documentation from the different Deeds Offices and will advise once this process has been
Please email: sectionaltitle@csos.org.za for assistance.

A: Only if the scheme governance documentation was lodged at the CSOS to be quality assured from the
7th of October 2016 onwards! All Rules prior to this date will still be at the Deeds Offices.
CSOS is, however, in the process of retrieving all the scheme governance
documentation from the different Deeds Offices and will advise once this process has been
Please email: sectionaltitle@csos.org.za for assistance.

A: Yes!

By law (Section 10 of the Sectional Titles Schemes Management Act) (STSMA) CSOS
must quality assure all scheme governance documentation of sectional title developments
and issue a section 10 Compliance Certificate. If such a certificate has not
been issued, the Rules are not enforceable within the sectional title

A: A Unanimous Resolution is required to amend Management Rules and a Special Resolution is required to amend Conduct Rules.

A: CSOS wrote an article about this – please peruse our website for the article under the publications tab: www.csos.org.za.

A: If voting by round-robin (i.e., in writing), 75% of ALL members in the Body Corporate, in number and value must cast their vote in writing for the resolution to be passed.

Should the resolution not be passed, you have the option of lodging a section 6(9) application with the CSOS. The form can be obtained from the CSOS website: www.csos.org.za

A: The provision states that all reasonable legal costs should be paid, as long as they are taxed (by a Taxing Master after a judgment is given ordering that the legal costs be paid), no one can force you to agree to pay legal costs.

A: Section 3(1)(c) of the STSMA states that members must make additional contributions to the Body Corporate fund if there is a EUA registered or created in the Rules, to defray the cost of repairs and maintenance of the EUA, unless the Rules of the sectional title development states that a member is liable for the repairs and maintenance of the EUA.

A: Section 6(5) of the STSMA states that a person may not hold a proxy for more than two members. So, if a member owns 10 units in a scheme, another member can hold his proxy for the 10 units, and it only counts as 1 PROXY.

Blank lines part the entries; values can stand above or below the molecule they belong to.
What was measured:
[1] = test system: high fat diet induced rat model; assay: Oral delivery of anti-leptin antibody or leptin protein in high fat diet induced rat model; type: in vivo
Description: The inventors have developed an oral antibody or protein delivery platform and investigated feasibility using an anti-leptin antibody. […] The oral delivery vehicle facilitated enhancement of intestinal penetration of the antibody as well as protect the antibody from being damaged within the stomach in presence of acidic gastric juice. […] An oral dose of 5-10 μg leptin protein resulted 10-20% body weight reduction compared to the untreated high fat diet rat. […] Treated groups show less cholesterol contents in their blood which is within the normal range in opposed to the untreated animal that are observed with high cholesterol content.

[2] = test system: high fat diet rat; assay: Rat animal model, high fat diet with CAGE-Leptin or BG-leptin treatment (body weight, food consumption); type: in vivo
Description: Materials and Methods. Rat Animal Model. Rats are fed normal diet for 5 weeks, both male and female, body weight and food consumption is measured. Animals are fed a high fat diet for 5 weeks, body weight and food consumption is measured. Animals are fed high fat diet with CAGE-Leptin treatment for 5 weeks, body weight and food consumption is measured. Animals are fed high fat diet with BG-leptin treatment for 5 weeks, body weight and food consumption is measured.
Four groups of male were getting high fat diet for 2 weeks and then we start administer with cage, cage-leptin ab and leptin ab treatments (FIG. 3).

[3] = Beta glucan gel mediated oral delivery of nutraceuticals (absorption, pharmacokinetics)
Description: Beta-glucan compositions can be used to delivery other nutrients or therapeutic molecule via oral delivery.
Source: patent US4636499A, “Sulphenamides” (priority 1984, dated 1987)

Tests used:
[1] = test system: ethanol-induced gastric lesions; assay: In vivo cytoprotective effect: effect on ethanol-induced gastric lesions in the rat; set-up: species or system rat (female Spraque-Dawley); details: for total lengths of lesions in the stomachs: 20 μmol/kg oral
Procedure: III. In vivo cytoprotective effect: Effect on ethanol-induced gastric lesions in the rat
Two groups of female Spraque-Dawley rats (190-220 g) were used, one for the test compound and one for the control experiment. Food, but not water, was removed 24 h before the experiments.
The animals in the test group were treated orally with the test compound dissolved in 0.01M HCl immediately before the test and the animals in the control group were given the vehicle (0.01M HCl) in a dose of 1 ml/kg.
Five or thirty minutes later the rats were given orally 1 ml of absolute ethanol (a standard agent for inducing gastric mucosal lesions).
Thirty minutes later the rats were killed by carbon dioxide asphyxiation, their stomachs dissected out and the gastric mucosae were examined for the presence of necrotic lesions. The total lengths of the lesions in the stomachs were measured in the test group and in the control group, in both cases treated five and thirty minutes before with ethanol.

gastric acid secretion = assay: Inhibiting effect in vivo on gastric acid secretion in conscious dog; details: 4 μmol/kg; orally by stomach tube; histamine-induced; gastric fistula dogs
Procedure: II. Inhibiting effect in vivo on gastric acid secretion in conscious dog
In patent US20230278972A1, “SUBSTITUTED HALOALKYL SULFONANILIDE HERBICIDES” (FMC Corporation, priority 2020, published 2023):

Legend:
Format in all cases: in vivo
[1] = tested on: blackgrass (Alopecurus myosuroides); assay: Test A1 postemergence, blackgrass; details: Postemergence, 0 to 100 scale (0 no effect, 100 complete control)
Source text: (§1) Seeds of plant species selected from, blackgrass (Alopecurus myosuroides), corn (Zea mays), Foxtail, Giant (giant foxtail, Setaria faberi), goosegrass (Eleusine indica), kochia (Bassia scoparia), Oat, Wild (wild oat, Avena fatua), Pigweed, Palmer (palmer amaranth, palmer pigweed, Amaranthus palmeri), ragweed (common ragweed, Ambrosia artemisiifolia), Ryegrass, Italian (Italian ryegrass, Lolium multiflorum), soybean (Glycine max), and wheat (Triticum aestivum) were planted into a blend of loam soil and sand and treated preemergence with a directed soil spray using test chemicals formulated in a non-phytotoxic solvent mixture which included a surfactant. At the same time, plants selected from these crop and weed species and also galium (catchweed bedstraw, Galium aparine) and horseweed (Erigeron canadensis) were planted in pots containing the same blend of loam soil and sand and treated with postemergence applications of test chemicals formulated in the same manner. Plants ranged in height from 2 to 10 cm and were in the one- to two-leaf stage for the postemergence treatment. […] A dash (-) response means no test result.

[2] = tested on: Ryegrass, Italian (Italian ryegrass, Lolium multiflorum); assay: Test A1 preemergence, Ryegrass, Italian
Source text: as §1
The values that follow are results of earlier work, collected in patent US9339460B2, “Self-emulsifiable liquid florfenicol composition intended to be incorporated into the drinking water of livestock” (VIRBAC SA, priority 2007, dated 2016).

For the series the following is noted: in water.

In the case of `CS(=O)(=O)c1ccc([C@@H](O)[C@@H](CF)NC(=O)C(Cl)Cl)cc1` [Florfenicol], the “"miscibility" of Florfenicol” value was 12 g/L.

A: The maximum interest is determined by the National Credit Act No.34 of 2005.

A: There was an error on the CSOS website, however, it is now fully functional again. Should you, however, experience any further difficulties, please contact our offices at info@csos.org.za.

A: Disputes are lodged and must fall within one of the categories of Section 39 of the CSOS Act. This will determine whether a dispute will be heard or not. Accordingly, if a dispute falls within this section, it is within CSOS’s jurisdiction. Please contact the disputes department for more information – disputecomplaints@csos.org.za

A: Only if the scheme governance documentation was lodged at the CSOS to be quality assured from the
7th of October 2016 onwards! All Rules prior to this date will still be at the Deeds Offices.
CSOS is, however, in the process of retrieving all the scheme governance
documentation from the different Deeds Offices and will advise once this process has been
Please email: sectionaltitle@csos.org.za for assistance.

A: PMR 23(3) states that the Body Corporate must obtain an insurance replacement valuation and present it at the annual general meeting. It is not a requirement to send it to the CSOS.

A: The CSOS has a training schedule for contact training in all 9 Provinces, however, due to the Covid-19 pandemic we have, in the interim, resorted to virtual training, writing articles, and “YouTube” videos. Please peruse the CSOS website for all our training material at www.csos.org.za.

A: If there is a change in the Scheme Executives (including but not limited to Trustees and Directors) of a Community Scheme, Form CS1A must be completed.

A: PMR 26(4) merely states that the Body Corporate must present Audited Financials to its members. It does not, however, require a specific format. CSOS is, however, in the process of developing a standardised template that Bodies Corporate can use.

A: Yes, they can, as long as they do not have a judgment or adjudication order against them, or one of the disqualifications set out in PMR 6.

PMR 20(2)(a) states that a person may not vote at a general meeting where a court or an adjudicator has given a judgement or order for payment of an amount against that person, and PMR 20(2)(b) states that a person may not vote if they persist in the breach of any of the conduct rules of the body corporate after a court or an adjudicator has ordered that they refrain from breaching the conduct rules But, if the vote is for a special or unanimous resolution, then the member may vote, even if there is a judgment or order against them.

A: Please note that it is legal to use and grow cannabis inside your unit as per the Constitutional Court case: G Prince v Minister of Justice and Constitutional Development & Others case number: CCT108/17.